Skip to comments.Texas Ag Commisioner Anounces 2nd Annual 'Hog Out Month'
Posted on 08/31/2011 10:10:30 AM PDT by waterhill
Print Commissioner Todd Staples Texas Department of Agriculture FOR IMMEDIATE RELEASE: 08-30-2011 CONTACT: Bryan Black Veronica Obregon (512) 463-7664
Commissioner Staples Announces Second-Annual Statewide Hog Out Month County Challenge
AUSTIN - Agriculture Commissioner Todd Staples today called upon all 254 Texas counties to participate in Hog Out Month - a statewide challenge to decrease the state's feral hog population. This challenge will coordinate various feral hog removal strategies implemented across the state into one statewide effort.
"Wild hogs are finding their way into urban and rural areas destroying yards, golf courses, parks and crops at a cost of up to $400 million each year," Commissioner Staples said. "These animals reproduce at staggering rates and are now a menace on Texas highways, which is why I encourage all Texans to continue to step up efforts to reduce the number of feral hogs and protect our state from further damage."
It is estimated 2 million feral hogs live in Texas, causing hundreds of millions of dollars in property damage across the state each year. The statewide challenge, which kicks off Oct. 1 during Hog Out Month, will run through Dec. 31. Grants will be awarded to the five counties with the most hogs removed and highest participation in feral hog abatement programs. The deadline for counties to submit a notice of intent to participate is Sept. 30.
In October 2010, Commissioner Staples kicked off the first county challenge to rally Texans to reduce the number of feral hogs in the state.
Additionally, TDA works with the Wildlife Services branch of the Texas AgriLife Extension Service, which removes thousands of hogs annually through various feral hog abatement strategies that result in an estimated savings of more than $4 million to Texas landowners.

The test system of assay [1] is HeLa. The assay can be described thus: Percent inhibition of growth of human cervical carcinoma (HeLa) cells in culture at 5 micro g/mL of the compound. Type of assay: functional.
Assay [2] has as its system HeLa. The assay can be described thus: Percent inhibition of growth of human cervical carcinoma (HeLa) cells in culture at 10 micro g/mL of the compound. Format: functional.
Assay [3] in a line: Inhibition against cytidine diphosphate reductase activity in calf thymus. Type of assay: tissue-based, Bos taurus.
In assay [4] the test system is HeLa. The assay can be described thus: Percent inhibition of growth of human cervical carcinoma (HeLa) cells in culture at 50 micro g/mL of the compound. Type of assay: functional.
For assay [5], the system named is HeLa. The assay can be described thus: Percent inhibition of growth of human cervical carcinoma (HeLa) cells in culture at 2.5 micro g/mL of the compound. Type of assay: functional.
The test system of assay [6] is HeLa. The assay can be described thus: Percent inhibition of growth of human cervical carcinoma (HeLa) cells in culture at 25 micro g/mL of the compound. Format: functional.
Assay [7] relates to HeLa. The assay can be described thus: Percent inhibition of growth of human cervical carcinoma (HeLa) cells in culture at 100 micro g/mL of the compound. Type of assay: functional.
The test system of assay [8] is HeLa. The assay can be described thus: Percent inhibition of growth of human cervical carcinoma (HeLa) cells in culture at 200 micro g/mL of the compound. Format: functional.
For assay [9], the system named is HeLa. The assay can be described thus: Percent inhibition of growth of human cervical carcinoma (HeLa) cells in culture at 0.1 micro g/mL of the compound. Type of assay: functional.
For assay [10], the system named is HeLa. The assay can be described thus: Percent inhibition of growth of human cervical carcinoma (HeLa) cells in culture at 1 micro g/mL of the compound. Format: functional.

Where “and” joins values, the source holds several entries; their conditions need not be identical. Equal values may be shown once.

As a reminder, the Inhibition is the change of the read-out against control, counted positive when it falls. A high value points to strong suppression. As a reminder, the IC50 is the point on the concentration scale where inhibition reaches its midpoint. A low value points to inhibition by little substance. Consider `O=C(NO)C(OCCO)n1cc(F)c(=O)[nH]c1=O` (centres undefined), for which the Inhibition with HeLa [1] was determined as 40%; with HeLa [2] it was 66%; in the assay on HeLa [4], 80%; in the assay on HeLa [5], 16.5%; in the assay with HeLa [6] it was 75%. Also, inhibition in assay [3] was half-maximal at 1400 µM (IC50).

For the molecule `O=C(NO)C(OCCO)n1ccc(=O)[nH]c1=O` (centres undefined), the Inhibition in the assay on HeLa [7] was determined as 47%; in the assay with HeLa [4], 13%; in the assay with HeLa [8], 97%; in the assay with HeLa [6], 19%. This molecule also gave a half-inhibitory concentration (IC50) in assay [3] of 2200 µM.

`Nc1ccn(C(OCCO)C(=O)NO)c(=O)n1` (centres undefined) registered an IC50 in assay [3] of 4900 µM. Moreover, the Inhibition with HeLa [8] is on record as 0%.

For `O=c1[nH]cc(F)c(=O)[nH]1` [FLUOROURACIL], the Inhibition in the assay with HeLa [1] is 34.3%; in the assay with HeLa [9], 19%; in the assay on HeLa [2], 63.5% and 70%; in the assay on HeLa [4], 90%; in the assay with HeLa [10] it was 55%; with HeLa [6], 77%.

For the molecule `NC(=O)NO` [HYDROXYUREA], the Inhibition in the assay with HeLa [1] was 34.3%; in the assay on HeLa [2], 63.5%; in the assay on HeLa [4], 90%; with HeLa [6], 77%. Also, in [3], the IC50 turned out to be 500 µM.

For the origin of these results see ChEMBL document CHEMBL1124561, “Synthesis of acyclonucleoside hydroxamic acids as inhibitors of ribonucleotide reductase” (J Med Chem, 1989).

Landowners are encouraged to call their local AgriLife Extension Agent for information on feral hog control measures.
"The only way to combat a problem as far-reaching as feral hogs is to aggressively employ multiple tactics in a coordinated and concentrated effort, starting at the local level," Commissioner Staples said. "Good local participation complements the work done in other communities resulting in a comprehensive statewide strategy."
Counties may obtain a notice of intent to participate in the Hog Out Month challenge by clicking here, calling (512) 463-6695 or emailing Grants@TexasAgriculture.gov. More details about the program can be found by clicking here.
Texas Feral Hog Facts (source: Texas AgriLife Extension Service)· Feral hogs cause an estimated $400 million in damages annually. · There are an estimated 2 million feral hogs in Texas. · Feral hogs are predators of lambs, kid goats, baby calves, newborn fawns and ground-nesting birds, and compete for food and space with many native species of wildlife. · Feral hogs commonly destroy urban yards, parks and golf courses, as well as rangeland, pastures, crops, fencing, wildlife feeders and other property. Additionally, they contribute to E. coli and other diseases in Texas streams, ponds and watersheds. · Vehicle collisions with feral hogs cause an estimated $1,200 in damage per collision, and create safety hazards for those involved.
I think the drought is keeping their numbers in check this year. I hope it isn’t affecting the deer the same, though.